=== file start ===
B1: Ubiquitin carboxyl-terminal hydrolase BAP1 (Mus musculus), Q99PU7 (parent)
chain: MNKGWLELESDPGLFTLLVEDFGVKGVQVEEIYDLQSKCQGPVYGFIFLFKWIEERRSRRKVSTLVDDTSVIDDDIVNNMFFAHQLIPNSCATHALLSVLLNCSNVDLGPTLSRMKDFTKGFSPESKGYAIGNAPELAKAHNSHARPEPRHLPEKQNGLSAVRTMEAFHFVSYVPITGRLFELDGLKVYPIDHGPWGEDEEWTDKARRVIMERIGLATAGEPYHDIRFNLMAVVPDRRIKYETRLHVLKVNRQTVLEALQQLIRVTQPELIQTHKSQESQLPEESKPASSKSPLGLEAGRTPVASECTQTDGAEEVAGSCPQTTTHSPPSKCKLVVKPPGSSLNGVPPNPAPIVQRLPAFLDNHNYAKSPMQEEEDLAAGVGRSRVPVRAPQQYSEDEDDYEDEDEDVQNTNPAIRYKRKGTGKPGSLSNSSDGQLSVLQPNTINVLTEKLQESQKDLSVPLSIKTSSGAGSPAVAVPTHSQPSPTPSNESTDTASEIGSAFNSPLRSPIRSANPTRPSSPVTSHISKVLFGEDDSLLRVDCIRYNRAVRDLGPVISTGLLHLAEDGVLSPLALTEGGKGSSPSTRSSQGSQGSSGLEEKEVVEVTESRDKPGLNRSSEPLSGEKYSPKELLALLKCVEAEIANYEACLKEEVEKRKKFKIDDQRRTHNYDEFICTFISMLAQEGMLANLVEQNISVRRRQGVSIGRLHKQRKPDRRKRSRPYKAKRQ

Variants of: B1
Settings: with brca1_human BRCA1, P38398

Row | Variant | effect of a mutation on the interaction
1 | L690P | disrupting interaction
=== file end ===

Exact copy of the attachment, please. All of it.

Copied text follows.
B1: Ubiquitin carboxyl-terminal hydrolase BAP1 (Mus musculus), Q99PU7 (parent)
chain: MNKGWLELESDPGLFTLLVEDFGVKGVQVEEIYDLQSKCQGPVYGFIFLFKWIEERRSRRKVSTLVDDTSVIDDDIVNNMFFAHQLIPNSCATHALLSVLLNCSNVDLGPTLSRMKDFTKGFSPESKGYAIGNAPELAKAHNSHARPEPRHLPEKQNGLSAVRTMEAFHFVSYVPITGRLFELDGLKVYPIDHGPWGEDEEWTDKARRVIMERIGLATAGEPYHDIRFNLMAVVPDRRIKYETRLHVLKVNRQTVLEALQQLIRVTQPELIQTHKSQESQLPEESKPASSKSPLGLEAGRTPVASECTQTDGAEEVAGSCPQTTTHSPPSKCKLVVKPPGSSLNGVPPNPAPIVQRLPAFLDNHNYAKSPMQEEEDLAAGVGRSRVPVRAPQQYSEDEDDYEDEDEDVQNTNPAIRYKRKGTGKPGSLSNSSDGQLSVLQPNTINVLTEKLQESQKDLSVPLSIKTSSGAGSPAVAVPTHSQPSPTPSNESTDTASEIGSAFNSPLRSPIRSANPTRPSSPVTSHISKVLFGEDDSLLRVDCIRYNRAVRDLGPVISTGLLHLAEDGVLSPLALTEGGKGSSPSTRSSQGSQGSSGLEEKEVVEVTESRDKPGLNRSSEPLSGEKYSPKELLALLKCVEAEIANYEACLKEEVEKRKKFKIDDQRRTHNYDEFICTFISMLAQEGMLANLVEQNISVRRRQGVSIGRLHKQRKPDRRKRSRPYKAKRQ

Variants of: B1
Settings: with brca1_human BRCA1, P38398

Row | Variant | effect of a mutation on the interaction
1 | L690P | disrupting interaction